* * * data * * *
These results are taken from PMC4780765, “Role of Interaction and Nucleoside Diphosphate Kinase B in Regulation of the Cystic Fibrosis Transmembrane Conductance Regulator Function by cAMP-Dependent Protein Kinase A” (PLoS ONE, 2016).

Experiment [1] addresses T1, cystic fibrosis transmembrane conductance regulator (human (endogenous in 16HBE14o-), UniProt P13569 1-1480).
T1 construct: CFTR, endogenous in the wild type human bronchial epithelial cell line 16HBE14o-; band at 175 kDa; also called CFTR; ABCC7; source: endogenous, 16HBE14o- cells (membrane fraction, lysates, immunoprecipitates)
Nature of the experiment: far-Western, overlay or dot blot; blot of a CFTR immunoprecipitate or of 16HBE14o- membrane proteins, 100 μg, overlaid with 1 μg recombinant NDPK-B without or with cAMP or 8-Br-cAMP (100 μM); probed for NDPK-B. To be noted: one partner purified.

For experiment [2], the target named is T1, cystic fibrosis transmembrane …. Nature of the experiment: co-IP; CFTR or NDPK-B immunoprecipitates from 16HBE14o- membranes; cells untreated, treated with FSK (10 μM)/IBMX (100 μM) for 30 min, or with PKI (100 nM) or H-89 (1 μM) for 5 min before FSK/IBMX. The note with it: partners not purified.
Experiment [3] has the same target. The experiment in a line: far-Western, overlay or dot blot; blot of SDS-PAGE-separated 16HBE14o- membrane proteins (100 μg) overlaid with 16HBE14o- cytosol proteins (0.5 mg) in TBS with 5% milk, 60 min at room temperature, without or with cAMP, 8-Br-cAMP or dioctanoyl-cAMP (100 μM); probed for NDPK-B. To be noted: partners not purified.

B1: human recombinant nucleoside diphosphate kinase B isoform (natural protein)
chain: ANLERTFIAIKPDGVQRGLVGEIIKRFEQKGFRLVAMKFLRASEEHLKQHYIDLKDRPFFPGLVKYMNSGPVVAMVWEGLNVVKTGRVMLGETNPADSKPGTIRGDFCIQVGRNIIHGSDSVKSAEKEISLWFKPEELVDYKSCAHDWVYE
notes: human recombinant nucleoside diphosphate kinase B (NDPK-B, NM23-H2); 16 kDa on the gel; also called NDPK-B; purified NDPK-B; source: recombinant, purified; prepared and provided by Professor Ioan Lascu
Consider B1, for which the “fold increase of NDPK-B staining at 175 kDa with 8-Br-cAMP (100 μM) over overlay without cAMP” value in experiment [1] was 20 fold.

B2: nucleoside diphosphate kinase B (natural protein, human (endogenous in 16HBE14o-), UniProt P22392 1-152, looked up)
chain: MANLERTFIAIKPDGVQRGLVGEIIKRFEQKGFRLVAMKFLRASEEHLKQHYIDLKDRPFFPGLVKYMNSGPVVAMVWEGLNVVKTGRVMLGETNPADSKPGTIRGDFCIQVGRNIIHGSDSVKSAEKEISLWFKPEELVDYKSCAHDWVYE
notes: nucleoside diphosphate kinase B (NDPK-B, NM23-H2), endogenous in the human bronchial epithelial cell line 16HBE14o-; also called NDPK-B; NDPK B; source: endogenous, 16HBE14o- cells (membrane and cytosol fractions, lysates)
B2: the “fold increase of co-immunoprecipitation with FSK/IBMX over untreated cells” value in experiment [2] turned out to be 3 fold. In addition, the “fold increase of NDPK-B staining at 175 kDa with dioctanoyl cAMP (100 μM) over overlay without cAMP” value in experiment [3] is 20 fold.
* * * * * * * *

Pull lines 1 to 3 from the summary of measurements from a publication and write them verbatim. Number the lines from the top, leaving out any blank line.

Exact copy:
These results are taken from PMC4780765, “Role of Interaction and Nucleoside Diphosphate Kinase B in Regulation of the Cystic Fibrosis Transmembrane Conductance Regulator Function by cAMP-Dependent Protein Kinase A” (PLoS ONE, 2016).

Experiment [1] addresses T1, cystic fibrosis transmembrane conductance regulator (human (endogenous in 16HBE14o-), UniProt P13569 1-1480).
T1 construct: CFTR, endogenous in the wild type human bronchial epithelial cell line 16HBE14o-; band at 175 kDa; also called CFTR; ABCC7; source: endogenous, 16HBE14o- cells (membrane fraction, lysates, immunoprecipitates)